|Quoting Rampart (Reply 9):|
I understand, but I have to disagree with your point here. Any danger is infrequent. But think about it: why do regular passengers need to belt up on the slightest indication of moderate turbulence? Not just for insurance regulations! Because severe turbulence -- and it does happen -- can send your head into the overhead bin. I don't want my toddler doing that! Airline seat belts are not designed for optimum safety for a child (I assume, I could be wrong), not to mention they are not the safer shoulder harneses found in a car. Therefore, a child is at risk even if belted into a regular airline seat, and even greater risk held in a parent's lap.
All of your points are correct, but only qualitatively. A child is at lowest risk while restrained in a car seat. A child is at higher risk while belted into a regular airline seat. A child is at higher risk again being held on an adult's lap. All true.
But... this risk can be measured. I understand that most people cannot actually comprehend the numbers that come from the measurement, but that's irrelevant. The real question is not "Is there risk?" Of course there's risk. No, the real question is, "How much risk is there?" The answer in all three cases is, essentially "none," "insignificantly more than none," and "insignificantly more than insignificantly more than none." The simple fact is that infants are not being killed or hurt while flying, as in, virtually none.
Here's a story to illustrate what I mean. I served at a large orange box home improvement retailer for 18 months. There we were building business intelligence applications, and I was the flag bearer of a new team using a new technology. While meeting with the existing team (who had spent three years with an older technology) I found myself at the table with a man who was legendary in the company. His prowess in our field is undeniable, and I observed that the client's employees never really confronted him on anything.
We were discussing a serious issue I had uncovered regarding a data model they had given me. Being completely unsuitable for my use, and not conforming to any known principles for excellence in multidimensional modeling, I was asking for a remodel. I was denied. I observed that my path then was to remodel virtually, an approach which would produce the desired results but may decrease the performance times when the software punches through its nightly cycles. I figured it would at least double the time required, but I observed that this would not be a problem because we were so far inside of our performance target that doubling was of no consequence.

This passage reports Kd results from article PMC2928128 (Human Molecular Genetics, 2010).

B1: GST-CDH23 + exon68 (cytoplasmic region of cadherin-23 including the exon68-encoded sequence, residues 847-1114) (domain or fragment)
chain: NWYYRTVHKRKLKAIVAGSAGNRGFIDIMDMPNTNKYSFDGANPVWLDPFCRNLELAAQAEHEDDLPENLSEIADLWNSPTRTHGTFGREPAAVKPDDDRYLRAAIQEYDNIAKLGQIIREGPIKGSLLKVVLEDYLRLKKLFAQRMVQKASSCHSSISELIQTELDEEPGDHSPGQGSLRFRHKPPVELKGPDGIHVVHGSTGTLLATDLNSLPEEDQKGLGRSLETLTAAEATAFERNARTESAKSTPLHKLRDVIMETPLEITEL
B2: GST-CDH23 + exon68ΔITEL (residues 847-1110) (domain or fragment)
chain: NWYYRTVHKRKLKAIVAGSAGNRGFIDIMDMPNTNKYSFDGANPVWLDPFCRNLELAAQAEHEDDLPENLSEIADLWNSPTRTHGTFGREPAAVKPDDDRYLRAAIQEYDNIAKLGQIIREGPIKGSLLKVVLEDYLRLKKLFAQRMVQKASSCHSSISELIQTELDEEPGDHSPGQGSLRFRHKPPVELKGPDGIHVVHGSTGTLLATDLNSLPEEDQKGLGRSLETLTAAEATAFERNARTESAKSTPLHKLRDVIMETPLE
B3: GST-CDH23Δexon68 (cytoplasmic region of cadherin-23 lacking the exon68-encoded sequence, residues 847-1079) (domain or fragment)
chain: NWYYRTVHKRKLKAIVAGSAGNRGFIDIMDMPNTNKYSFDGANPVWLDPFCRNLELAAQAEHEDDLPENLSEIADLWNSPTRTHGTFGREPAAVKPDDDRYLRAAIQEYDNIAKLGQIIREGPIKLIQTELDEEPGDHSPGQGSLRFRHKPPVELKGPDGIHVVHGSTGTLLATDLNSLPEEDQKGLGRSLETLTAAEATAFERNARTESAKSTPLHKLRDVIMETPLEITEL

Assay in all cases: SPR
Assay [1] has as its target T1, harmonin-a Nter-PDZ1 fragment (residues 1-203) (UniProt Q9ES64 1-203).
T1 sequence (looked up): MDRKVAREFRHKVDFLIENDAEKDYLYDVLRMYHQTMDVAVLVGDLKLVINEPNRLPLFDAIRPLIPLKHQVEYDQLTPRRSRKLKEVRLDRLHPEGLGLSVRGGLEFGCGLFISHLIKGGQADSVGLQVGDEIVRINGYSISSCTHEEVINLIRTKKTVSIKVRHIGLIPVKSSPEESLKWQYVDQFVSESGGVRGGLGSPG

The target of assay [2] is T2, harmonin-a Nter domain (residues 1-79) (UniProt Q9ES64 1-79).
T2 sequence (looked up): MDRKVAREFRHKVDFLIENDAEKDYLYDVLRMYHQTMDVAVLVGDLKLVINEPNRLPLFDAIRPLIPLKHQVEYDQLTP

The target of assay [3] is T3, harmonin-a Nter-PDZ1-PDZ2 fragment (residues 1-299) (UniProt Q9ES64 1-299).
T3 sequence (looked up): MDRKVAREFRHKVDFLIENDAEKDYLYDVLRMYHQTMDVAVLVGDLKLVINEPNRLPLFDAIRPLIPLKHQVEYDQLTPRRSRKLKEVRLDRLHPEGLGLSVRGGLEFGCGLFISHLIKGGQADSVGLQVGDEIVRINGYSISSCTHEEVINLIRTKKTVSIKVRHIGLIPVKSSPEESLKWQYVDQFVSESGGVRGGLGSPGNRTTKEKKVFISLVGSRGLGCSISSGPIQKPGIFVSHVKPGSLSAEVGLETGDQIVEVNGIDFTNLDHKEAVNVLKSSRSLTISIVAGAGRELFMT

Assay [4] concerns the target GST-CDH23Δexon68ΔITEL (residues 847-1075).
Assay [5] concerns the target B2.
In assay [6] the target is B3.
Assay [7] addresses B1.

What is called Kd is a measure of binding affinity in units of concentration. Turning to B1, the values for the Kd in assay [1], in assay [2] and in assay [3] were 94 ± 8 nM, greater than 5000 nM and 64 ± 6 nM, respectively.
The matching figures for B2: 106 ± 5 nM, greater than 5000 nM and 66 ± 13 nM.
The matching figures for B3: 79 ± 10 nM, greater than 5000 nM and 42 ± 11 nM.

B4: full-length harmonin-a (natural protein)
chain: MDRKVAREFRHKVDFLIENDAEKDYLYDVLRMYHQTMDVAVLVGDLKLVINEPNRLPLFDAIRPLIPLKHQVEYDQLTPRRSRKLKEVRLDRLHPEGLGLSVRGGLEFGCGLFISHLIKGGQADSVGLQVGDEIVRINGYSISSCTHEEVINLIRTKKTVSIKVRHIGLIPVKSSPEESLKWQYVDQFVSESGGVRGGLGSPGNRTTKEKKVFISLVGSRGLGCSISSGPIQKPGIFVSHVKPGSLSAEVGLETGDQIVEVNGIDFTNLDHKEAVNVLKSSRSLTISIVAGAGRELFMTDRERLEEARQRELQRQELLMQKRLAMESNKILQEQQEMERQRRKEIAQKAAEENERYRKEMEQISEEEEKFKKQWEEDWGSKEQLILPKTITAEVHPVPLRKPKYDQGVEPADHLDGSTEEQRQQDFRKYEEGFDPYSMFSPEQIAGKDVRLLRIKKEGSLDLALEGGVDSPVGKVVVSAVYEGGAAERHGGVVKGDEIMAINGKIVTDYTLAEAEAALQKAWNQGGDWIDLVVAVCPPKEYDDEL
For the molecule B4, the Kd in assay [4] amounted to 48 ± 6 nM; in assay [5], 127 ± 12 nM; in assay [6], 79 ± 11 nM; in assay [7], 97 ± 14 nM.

What transpired next helped me immensely. The big dog across the table baited me a bit. He said, "Doubling is always significant." I reached into my pocket and pulled out a penny, and laid it on the table. I said, "Here is a penny." I then laid a second penny next to it and said, "I have now doubled the amount of money on the table. Two cents is double one cent, but neither will buy you very much." The rest of the team was somewhat mortified, but the statesman just smiled at me with a real twinkle in his eye. It was a moment I shall never forget, because I beat a quantitative man with his own stick when he baited me qualitatively.
This whole discussion about the risk associated with infants in flight is just like what I describe. YES, your infant has more risk on your lap than in a car seat. So what? It's like having two pennies instead of one.
Look, I'm a father. I have a toddler and an infant. We don't fly with them because I think it's cruel and unusual punishment for the rest of the people on the plane! But... I wouldn't have any problem carrying them on my lap because I don't think the risk amounts to anything at all.
How many of you who think I'm crazy for this opinion make your children wear helmets while riding in a car? If you don't, you illustrate my point. Children are killed and disabled everyday in cars due to head injuries; that risk is far more significant than the risk associated with sitting on an adult's lap while flying. Yet I'll bet not a single one of you do it.
Christianity. Islam. Hinduism. Anthropogenic Global Warming. All are matters of faith!